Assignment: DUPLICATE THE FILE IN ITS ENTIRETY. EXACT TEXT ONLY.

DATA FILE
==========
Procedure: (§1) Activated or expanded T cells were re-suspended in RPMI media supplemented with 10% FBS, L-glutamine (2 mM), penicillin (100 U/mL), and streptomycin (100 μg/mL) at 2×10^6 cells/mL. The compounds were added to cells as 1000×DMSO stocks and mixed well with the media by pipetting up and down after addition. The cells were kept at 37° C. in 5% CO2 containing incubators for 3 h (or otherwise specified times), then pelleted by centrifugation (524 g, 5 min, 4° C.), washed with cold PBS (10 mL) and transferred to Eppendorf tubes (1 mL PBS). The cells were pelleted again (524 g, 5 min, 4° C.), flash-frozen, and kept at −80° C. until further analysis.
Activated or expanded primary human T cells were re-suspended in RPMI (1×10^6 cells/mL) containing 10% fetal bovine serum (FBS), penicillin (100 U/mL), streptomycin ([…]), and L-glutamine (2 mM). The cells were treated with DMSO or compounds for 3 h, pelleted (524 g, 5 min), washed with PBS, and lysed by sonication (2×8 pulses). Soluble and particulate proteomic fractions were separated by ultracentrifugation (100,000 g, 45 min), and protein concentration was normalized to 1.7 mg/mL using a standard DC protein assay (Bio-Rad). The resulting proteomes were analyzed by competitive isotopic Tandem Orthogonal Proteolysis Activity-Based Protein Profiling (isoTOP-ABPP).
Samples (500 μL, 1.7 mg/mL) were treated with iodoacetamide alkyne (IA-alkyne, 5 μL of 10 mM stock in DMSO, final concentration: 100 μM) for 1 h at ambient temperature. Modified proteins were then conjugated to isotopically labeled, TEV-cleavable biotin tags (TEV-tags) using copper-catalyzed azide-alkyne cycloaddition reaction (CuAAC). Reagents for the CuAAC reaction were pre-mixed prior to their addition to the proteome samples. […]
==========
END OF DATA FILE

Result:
Procedure: (§1) Activated or expanded T cells were re-suspended in RPMI media supplemented with 10% FBS, L-glutamine (2 mM), penicillin (100 U/mL), and streptomycin (100 μg/mL) at 2×10^6 cells/mL. The compounds were added to cells as 1000×DMSO stocks and mixed well with the media by pipetting up and down after addition. The cells were kept at 37° C. in 5% CO2 containing incubators for 3 h (or otherwise specified times), then pelleted by centrifugation (524 g, 5 min, 4° C.), washed with cold PBS (10 mL) and transferred to Eppendorf tubes (1 mL PBS). The cells were pelleted again (524 g, 5 min, 4° C.), flash-frozen, and kept at −80° C. until further analysis.
Activated or expanded primary human T cells were re-suspended in RPMI (1×10^6 cells/mL) containing 10% fetal bovine serum (FBS), penicillin (100 U/mL), streptomycin ([…]), and L-glutamine (2 mM). The cells were treated with DMSO or compounds for 3 h, pelleted (524 g, 5 min), washed with PBS, and lysed by sonication (2×8 pulses). Soluble and particulate proteomic fractions were separated by ultracentrifugation (100,000 g, 45 min), and protein concentration was normalized to 1.7 mg/mL using a standard DC protein assay (Bio-Rad). The resulting proteomes were analyzed by competitive isotopic Tandem Orthogonal Proteolysis Activity-Based Protein Profiling (isoTOP-ABPP).
Samples (500 μL, 1.7 mg/mL) were treated with iodoacetamide alkyne (IA-alkyne, 5 μL of 10 mM stock in DMSO, final concentration: 100 μM) for 1 h at ambient temperature. Modified proteins were then conjugated to isotopically labeled, TEV-cleavable biotin tags (TEV-tags) using copper-catalyzed azide-alkyne cycloaddition reaction (CuAAC). Reagents for the CuAAC reaction were pre-mixed prior to their addition to the proteome samples. […]